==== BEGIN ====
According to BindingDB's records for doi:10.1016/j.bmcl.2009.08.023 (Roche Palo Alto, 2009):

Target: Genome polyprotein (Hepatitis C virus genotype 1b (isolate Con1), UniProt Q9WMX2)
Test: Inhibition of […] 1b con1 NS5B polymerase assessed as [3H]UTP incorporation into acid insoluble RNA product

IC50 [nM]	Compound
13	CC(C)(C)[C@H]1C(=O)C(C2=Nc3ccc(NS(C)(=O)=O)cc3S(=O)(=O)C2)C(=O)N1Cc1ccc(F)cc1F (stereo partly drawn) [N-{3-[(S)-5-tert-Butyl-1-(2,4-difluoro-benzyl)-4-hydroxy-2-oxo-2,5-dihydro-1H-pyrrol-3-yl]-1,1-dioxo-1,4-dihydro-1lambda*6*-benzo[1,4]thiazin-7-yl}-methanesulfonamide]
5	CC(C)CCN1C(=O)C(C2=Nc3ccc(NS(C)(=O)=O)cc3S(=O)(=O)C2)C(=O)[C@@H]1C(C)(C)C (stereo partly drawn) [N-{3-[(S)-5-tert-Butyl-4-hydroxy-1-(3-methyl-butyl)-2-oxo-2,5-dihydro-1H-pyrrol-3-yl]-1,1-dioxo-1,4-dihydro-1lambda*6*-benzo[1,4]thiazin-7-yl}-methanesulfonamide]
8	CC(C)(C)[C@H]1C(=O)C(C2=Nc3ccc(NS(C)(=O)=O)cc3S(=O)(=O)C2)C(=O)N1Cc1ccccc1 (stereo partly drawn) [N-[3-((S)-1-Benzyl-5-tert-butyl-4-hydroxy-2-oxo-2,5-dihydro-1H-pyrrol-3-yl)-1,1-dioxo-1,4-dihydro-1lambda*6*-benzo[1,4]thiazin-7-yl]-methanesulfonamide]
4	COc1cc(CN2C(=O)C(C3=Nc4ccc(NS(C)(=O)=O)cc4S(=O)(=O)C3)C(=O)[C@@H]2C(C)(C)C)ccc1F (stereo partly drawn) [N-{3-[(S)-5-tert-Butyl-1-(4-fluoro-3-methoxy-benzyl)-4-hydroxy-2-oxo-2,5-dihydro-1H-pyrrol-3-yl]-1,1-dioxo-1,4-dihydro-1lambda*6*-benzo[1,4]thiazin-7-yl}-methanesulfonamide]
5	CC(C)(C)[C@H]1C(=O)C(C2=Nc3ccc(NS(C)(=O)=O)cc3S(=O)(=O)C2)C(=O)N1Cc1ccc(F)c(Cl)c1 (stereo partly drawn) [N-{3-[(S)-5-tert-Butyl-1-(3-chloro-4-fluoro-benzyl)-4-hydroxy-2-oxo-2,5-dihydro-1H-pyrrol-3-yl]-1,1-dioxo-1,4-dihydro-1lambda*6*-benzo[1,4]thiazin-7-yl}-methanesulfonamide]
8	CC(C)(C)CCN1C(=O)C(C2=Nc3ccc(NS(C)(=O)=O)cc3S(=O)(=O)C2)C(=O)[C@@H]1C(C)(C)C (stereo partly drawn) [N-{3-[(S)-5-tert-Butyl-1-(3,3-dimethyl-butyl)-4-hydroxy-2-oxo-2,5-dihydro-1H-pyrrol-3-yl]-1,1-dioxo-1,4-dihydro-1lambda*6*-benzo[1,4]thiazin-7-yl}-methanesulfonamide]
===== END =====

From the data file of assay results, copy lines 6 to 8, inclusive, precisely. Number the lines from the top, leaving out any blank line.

5	CC(C)CCN1C(=O)C(C2=Nc3ccc(NS(C)(=O)=O)cc3S(=O)(=O)C2)C(=O)[C@@H]1C(C)(C)C (stereo partly drawn) [N-{3-[(S)-5-tert-Butyl-4-hydroxy-1-(3-methyl-butyl)-2-oxo-2,5-dihydro-1H-pyrrol-3-yl]-1,1-dioxo-1,4-dihydro-1lambda*6*-benzo[1,4]thiazin-7-yl}-methanesulfonamide]
8	CC(C)(C)[C@H]1C(=O)C(C2=Nc3ccc(NS(C)(=O)=O)cc3S(=O)(=O)C2)C(=O)N1Cc1ccccc1 (stereo partly drawn) [N-[3-((S)-1-Benzyl-5-tert-butyl-4-hydroxy-2-oxo-2,5-dihydro-1H-pyrrol-3-yl)-1,1-dioxo-1,4-dihydro-1lambda*6*-benzo[1,4]thiazin-7-yl]-methanesulfonamide]
4	COc1cc(CN2C(=O)C(C3=Nc4ccc(NS(C)(=O)=O)cc4S(=O)(=O)C3)C(=O)[C@@H]2C(C)(C)C)ccc1F (stereo partly drawn) [N-{3-[(S)-5-tert-Butyl-1-(4-fluoro-3-methoxy-benzyl)-4-hydroxy-2-oxo-2,5-dihydro-1H-pyrrol-3-yl]-1,1-dioxo-1,4-dihydro-1lambda*6*-benzo[1,4]thiazin-7-yl}-methanesulfonamide]